1. Can you tell me about the origin of the team - how did it come about?
“My background is in sport events and sponsorship; finding the link between sports and business. That led me to be in contact with Ola, the founder and CEO of our current main sponsor. We met for the first time in one of the Swedish long distance races, which I happened to oversee. In my mind, I’ve had a plan to put together a team for the longest time, and when meeting with Ola, the occasion presented itself and we moved ahead with the idea.”
2. When looking back on the last season, how would you summerize it? What were the biggest surprises and your team's ups & downs?
“The first year with the team was beyond my expectation. Many had probably expected me to bring in more famous skiers, but I was convinced that the guys in the team had great potential. It was therefore very nice that my faith in them bore fruit. Sara Lindborg also had her best long distance season so far, but it was quite expected because of her previous success and high level performances in traditional distances. Bob Impola’s breakthrough and Sara Lindborg's performance in Sgambeda were both very important for the whole team as it gave us success immediately. Oskar Kardin's podium place in Åre was really icing on the cake for the past season. Actually, the only really bad moment took place in Jizerska where we gambled on our waxing choices. We became overly confident because we had spent the whole week in the area.”
3. What are your expectations for the Season VIII? And how do you prepare your team to meet those expectations?
“Our primary goal is to be able to perform at the absolute top level. We value individual top performances higher than, for example, the team competition. I feel that we have already raised the bar in our training camps, and everyone in the team is in better shape at this time of the year than they were in last summer.”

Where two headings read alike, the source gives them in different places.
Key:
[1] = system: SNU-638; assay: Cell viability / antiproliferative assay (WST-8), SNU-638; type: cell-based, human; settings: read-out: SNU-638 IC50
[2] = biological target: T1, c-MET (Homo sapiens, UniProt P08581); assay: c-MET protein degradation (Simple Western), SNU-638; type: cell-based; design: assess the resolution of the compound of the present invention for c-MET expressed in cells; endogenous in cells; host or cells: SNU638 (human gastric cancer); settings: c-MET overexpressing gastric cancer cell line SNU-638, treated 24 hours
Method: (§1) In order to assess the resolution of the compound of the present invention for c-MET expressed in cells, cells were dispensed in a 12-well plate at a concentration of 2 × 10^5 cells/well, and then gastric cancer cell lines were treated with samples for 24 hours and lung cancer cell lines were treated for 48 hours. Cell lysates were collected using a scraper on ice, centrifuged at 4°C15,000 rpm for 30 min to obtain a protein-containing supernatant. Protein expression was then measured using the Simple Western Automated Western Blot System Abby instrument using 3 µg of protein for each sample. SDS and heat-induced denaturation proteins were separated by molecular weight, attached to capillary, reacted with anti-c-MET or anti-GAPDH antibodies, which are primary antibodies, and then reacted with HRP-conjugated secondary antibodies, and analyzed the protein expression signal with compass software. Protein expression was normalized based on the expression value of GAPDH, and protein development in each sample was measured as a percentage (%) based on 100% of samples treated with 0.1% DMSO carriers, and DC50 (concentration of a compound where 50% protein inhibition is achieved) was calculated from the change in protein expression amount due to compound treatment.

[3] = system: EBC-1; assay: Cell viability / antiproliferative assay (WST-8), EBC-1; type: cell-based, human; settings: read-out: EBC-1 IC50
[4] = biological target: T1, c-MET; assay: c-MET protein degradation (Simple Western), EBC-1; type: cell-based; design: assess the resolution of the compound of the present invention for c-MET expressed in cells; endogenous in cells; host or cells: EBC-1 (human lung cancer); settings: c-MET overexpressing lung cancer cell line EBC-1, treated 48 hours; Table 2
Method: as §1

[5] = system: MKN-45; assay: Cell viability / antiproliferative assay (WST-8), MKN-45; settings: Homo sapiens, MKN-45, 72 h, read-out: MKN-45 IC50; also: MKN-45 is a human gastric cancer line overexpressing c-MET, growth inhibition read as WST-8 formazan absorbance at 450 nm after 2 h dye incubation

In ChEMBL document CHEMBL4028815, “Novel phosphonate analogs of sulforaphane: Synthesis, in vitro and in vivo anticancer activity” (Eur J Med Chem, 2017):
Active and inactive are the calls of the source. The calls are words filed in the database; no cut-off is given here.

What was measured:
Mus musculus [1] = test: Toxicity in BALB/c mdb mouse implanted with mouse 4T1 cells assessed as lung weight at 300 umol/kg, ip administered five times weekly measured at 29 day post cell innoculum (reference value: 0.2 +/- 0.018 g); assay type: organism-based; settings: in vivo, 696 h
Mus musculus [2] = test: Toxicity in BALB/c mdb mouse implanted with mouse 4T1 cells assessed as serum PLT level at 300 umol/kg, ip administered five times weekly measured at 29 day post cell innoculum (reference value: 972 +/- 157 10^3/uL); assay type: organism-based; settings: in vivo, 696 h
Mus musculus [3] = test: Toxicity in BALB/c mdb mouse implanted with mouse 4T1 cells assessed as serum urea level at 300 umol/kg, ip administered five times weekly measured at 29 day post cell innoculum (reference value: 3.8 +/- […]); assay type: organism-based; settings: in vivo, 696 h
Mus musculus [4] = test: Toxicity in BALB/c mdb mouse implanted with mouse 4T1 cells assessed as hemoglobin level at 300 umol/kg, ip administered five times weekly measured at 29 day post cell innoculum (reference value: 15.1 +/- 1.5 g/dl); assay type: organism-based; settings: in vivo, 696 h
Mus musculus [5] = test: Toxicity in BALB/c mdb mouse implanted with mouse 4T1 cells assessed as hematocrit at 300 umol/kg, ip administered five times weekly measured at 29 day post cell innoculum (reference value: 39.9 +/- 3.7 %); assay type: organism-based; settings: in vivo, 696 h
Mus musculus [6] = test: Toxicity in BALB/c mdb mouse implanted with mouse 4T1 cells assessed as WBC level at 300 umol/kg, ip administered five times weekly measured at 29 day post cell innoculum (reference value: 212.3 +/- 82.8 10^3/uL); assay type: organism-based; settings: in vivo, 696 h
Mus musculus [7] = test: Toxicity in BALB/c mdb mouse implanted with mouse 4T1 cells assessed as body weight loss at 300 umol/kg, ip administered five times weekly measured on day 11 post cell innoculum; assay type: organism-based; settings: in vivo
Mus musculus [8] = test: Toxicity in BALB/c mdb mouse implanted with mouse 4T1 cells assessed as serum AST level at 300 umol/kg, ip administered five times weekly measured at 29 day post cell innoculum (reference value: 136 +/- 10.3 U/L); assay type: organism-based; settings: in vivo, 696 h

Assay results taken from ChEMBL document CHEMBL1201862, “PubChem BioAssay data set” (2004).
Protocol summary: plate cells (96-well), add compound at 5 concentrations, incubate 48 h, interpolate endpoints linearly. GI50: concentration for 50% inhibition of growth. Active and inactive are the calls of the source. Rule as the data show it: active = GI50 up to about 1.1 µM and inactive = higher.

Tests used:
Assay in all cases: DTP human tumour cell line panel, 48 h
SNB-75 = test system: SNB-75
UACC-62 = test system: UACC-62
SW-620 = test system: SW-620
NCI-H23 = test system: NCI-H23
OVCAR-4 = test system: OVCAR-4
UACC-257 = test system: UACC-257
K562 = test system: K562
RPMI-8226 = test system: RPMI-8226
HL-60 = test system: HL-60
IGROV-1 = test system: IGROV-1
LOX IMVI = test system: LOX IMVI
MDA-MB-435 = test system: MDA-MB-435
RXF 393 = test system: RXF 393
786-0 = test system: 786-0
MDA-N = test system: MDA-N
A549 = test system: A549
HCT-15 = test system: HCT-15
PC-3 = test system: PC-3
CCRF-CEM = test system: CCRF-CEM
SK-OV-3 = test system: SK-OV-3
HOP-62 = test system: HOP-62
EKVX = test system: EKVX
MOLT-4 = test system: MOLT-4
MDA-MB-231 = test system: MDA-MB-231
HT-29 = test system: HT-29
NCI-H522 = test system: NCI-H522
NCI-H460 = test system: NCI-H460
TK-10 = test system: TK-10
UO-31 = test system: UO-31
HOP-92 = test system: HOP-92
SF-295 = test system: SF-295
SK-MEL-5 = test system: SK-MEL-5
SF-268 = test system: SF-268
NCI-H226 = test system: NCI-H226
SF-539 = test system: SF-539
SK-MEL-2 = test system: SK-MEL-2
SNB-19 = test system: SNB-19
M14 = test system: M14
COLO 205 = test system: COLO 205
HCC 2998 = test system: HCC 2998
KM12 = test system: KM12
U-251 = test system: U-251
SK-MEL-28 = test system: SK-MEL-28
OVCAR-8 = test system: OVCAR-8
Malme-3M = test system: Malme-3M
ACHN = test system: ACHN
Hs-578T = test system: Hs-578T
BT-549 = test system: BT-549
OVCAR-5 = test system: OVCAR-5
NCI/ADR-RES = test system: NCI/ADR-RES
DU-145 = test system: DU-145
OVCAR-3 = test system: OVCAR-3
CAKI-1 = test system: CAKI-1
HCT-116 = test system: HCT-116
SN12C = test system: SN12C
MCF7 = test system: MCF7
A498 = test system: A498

4. What are the strengths & weaknesses of your team - what do you need to work on to make your team one of the best?
“Our strength is the fact that every athlete has a very high capacity but the challenge lies in being able to become more stable and being able to perform well throughout the entire season. Of course, the continuously high quality workouts that we keep doing in our summer and fall training programs is the way to success.”
5. That being said, what kind of a training program do you have for your team (training camps, roller ski races, etc.)?
“This summer, we will focus on the Guide World Classic Tour on roller skis. It’s a great platform to get feedback and see how well we can do against our strongest competitors. When we have our training camps, we try to keep continuity in everything we do. We’re not big on one-off workouts as they don’t really develop the qualities needed for building up endurance and shape for the winter.”
6. What are your training principles? What are the key elements in training well for long distance skiing?
“If you are a good long distance skier, you know that you have the capacity and needed endurance for the sport. I’m not a firm believer in doing extensive double-poling as I think it can hamper your overall development. Diversity is the key in my opinion and focusing on areas that each athlete needs improve on. It goes without saying that to do well in Visma Ski Classics, you need to train double-poling, but there’s a limit to everything!”
To be continued tomorrow....